Historic Indiana Bridge “Stolen” One Pound at a Time
Some saw the bridge as a decaying symbol of Hammond’s proud industrial past. Kenneth Morrison saw it as tens of thousands of dollars in valuable scrap iron, wasting away to rust on the edge of the Grand Calumet.
The Hammond Monon Bridge had once been a fixture Hammond’s ever-growing industries, with thousands of tons of imports and exports rambling over its Warren-truss design in and out of the city. The Monon Bridge also provided much of the railroad service for Hammond’s meatpacking companies in the early 1900s, with some of the earliest refrigerated railcars likely crossing the river there.
Built in 1909, various railroad lines purchased and utilized the iron bridge for eight decades, but time, use, and the elements had begun weakening the metal. Minor fixes and patching eventually became so frequent that CSX Transportation, its final owner, wanted to wash its hands of the Hammond Monon Bridge.
In the 1980s, the company stopped using the bridge and, instead, decided to donate the bridge to the city, for preservation, for scrap, for posterity (but mostly for the tax write-off).
Hammond wasn’t interested and the city’s official stance was “no comment.” CSX Transportation offered it again, and again, to the city, and it wasn’t until 1987 that the city grudgingly accepted the donated bridge.
Rain or shine, through sweltering summers and record-setting winters, the Hammond Monon Bridge sat unused and rotting into a tangled mass of old iron. Only graffiti artists were interested in her anymore.
In 1991, a Whiting scrap metal dealer named Kenneth Morrison, owner of T & K Metals, saw the potential value in the old bridge, and offered to buy the antique bridge from Hammond. Hammond officials said no. Thirteen years passed, with no move on the city to repair, restore, or remove the bridge.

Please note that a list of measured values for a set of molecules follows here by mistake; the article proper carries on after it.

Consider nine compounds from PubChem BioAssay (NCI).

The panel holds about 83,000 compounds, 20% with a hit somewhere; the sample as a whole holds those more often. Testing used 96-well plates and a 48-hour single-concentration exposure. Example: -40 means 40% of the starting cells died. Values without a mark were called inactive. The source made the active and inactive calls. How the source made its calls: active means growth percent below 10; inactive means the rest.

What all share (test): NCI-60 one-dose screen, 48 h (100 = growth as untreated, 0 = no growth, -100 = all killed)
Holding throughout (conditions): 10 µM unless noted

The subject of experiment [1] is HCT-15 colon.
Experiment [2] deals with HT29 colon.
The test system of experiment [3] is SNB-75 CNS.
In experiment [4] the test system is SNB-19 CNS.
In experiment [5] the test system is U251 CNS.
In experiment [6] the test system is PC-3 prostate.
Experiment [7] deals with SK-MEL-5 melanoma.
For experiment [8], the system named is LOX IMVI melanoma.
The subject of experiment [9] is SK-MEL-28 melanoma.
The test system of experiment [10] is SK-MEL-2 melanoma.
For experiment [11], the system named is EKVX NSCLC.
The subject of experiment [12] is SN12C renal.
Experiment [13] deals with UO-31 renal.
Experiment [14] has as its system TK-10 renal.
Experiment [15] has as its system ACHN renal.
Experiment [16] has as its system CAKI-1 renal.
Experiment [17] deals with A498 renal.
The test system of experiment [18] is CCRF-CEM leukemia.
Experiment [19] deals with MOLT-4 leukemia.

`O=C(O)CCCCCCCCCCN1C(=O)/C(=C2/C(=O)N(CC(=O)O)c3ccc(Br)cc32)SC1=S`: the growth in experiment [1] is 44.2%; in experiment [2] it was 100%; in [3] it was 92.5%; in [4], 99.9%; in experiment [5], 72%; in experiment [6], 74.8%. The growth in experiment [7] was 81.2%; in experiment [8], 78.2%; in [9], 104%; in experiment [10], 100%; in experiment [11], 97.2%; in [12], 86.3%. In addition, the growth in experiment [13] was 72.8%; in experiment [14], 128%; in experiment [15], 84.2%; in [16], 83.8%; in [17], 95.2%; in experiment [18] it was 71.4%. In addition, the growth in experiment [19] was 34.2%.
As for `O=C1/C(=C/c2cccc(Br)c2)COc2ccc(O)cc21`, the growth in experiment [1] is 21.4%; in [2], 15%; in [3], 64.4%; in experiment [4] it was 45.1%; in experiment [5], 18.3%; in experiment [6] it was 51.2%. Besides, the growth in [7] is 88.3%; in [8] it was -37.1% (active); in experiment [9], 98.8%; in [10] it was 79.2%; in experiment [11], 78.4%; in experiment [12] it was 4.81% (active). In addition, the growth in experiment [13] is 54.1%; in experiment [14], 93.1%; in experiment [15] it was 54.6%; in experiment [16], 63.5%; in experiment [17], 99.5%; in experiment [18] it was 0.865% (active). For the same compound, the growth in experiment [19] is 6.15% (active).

For the owner of a small business, watching good metal (and money) sitting and rotting at the riverside must have been torture. He approached the city yet again: kill two birds with one stone, they’d have cash in hand for the sale of the bridge, and be rid of an aging and potential dangerous eyesore.
Nah, said Hammond.
In December of 2014, Morrison brought a small crew of workers to the bridge, which was only a few blocks away from the Hammond courthouse. Using metal cutters and portable torches, Morrison began slicing up the metal into transportable chunks. Well-versed in the jungles of red tape involving scrap purchases, he juggled lie after lie to officials, his workers, and those buying the scrap metal.
It wasn’t until late January of 2015 that Hammond discovered the crime. By that time, Morrison had chopped up half the bridge, hauling the old iron to Illinois scrapyards, and made about $14,000 for his efforts.
It was a bold crime. Morrison used an entire crew, in broad daylight, and wallpapered the entire activity with lie after lie after lie. Even when Hammond ordered him to cease dismantling the bridge, he continued for several days. In his words, the bridge was nothing more than a shipwreck abandoned by the city, and its contents were fair game.
Then the hammer came down. Since he removed the bridge in Indiana and sold the allegedly stolen metal in Illinois, crossing state lines, it became a federal crime, involving the FBI. In the process of removing the metal, Morrison’s workers had left chunks of metal and railroad timber in the Grand Calumet, so the Indiana Department of Environmental Management investigated. And the EPA joined in for good measure.
And then Hammond itself had it out for Morrison, seemingly taking his “overzealous entrepreneurial spirit” personally. Interstate transportation of stolen goods. As said, the hammer came down…but has yet to land.
Strangely, Hammond did not file its deed to the bridge, which was ceded to the city in 1987, until after charging Morrison. This glaring “coincidence” has turned the battle of the now-vanished Hammond Monon Bridge into a legal tennis match.
And trying to follow his trial is like trying to follow a tennis match, in the dark. The case against Morrison isn’t cut-and-dry. An expert in scrap metal acquisition, Morrison knows his way around the legal pitfalls of the process and his successful business has allowed him to continue the fight for years.
His chief argument, and that of his lawyers, is that this should be a civil case, not a criminal one. Hammond’s interest in pursuing criminal charges are entirely punitive, an assessment that seems more and more likely as this case drags out.